In a townhall meeting conducted via Zoom on Wednesday afternoon, Vice President for Research Larry Carin outlined how and when Duke’s research labs will begin to reopen – some perhaps as early as next week.
The carefully controlled and phased restart of laboratories will begin with the Levine Science Research Center and the Chesterfield Building in downtown Durham. The School of Medicine also will be bringing three of its research buildings -- Medical Science Research III, Nanaline Duke and JA Jones -- back online at the same time under the same sorts of distancing and scheduling protocols Carin described.
“We’re optimistic about next week,” Carin said, but the availability of new hand sanitizer stations is going to be one of the limiting factors, he said. “There’s a lot of work to be done.”
He introduced a set of new principles and protocols to ensure safety and compliance with public health practices, including the mandatory use of face masks at all times.
Re-opened labs will be run on staggered shifts with lab sanitizing protocols between shifts; each lab will be required to maintain 15-foot spacing between workers; only one person per bay and nobody immediately in front or behind a worker’s bench. Only one person can ride an elevator at a time. Laboratory meetings and discussions will need to be held with virtual collaboration tools like Zoom, Carin said.
Principal investigators will be asked to identify which workers have to be in the lab and then to put them into staggered shifts to maintain the spacing requirements. Keycard access to reopened buildings will be closely monitored to ensure that lab workers come and go on the agreed schedule. Workers will also complete a short, confidential daily questionnaire about their health before coming to work. Principal investigators will be responsible for ensuring their lab follows the new protocols, but there may also be some spot-checking ‘audits,’ Carin said.
“I know this sounds kind of like ‘Big Brother,’ and I apologize for that,” Carin said. “We’re doing this for everybody’s best interest, to assure safety for all.”
The new protocols were designed in collaboration with infectious disease experts by Carin and research deans George Truskey of Engineering, Mohamed Noor of A&S and Nicholas Cassar of the Nicholas School. Colin Duckett, dean of basic research in the Medical School, played a leading role in developing these principles, working closely with Duke’s infectious disease doctors, Carin said. As the plans were developed, Duke also compared notes with other research universities who are tackling the same problems, he said.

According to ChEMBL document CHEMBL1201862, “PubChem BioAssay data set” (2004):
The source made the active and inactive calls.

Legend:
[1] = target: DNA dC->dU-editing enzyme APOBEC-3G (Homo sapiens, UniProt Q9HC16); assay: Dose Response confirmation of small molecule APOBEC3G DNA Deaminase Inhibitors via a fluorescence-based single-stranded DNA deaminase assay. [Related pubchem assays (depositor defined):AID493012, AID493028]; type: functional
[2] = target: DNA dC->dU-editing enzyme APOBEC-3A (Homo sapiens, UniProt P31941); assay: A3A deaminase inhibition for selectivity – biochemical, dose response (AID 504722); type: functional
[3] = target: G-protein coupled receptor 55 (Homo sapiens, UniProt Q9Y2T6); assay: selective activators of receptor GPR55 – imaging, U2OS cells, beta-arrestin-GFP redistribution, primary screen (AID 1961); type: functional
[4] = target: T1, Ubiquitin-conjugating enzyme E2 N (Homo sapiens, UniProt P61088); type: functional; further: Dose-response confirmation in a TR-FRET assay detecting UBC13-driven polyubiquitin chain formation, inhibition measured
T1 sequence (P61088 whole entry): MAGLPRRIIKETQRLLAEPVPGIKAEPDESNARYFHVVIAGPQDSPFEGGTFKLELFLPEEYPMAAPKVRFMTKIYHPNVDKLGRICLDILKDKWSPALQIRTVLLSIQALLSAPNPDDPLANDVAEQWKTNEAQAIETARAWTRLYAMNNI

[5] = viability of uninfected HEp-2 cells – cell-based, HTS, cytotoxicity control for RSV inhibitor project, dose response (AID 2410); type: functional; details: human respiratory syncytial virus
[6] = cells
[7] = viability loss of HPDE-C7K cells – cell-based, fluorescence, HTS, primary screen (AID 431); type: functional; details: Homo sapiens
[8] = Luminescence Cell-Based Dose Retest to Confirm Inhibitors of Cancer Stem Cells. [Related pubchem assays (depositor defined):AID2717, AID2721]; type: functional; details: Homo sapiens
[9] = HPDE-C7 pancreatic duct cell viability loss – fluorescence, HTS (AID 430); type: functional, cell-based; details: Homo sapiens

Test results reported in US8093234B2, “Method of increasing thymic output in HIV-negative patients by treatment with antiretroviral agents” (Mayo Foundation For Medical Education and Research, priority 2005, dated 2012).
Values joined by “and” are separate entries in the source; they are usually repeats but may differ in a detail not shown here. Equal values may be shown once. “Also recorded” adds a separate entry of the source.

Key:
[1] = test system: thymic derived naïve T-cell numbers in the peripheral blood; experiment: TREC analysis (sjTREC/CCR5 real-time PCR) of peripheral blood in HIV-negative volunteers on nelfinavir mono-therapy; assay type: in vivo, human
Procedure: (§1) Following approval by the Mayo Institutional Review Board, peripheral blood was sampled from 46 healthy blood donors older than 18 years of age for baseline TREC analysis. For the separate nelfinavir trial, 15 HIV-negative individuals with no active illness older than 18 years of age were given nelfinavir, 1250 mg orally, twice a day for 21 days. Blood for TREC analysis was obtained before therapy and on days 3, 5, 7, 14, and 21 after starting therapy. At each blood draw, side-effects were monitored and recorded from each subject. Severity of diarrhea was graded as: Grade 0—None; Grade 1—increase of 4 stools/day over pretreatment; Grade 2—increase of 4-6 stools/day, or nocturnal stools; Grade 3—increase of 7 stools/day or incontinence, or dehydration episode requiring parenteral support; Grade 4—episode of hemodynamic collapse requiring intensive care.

Carin repeatedly stressed that only workers who have to be in the lab and cannot work any other way will be allowed back, and then only in limited numbers and staggered shifts. Visitors, guests and pets are prohibited.
“This won’t be business as usual, it’ll be very different,” Carin said from his home office. “The people who are coming back are the people who absolutely have to be here,” he said. “Office staff are not coming back right away, and that includes many of the faculty.”
Noor, who is the dean of natural sciences for Arts & Sciences, said he would be consulting closely with department chairs and individual investigators to fine-tune the plans for their needs. “I’ll ask them what works for your research, in terms of getting things done and also keeping people healthy.”
Truskey said that labs which share equipment are going to have to work out scheduling and use to stay within the distancing guidelines.
Carin said the process of re-starting labs under these new rules will take an extended period of time. “This is going to play out for a while, and we’re going to monitor as we go with the goal of keeping everyone healthy.”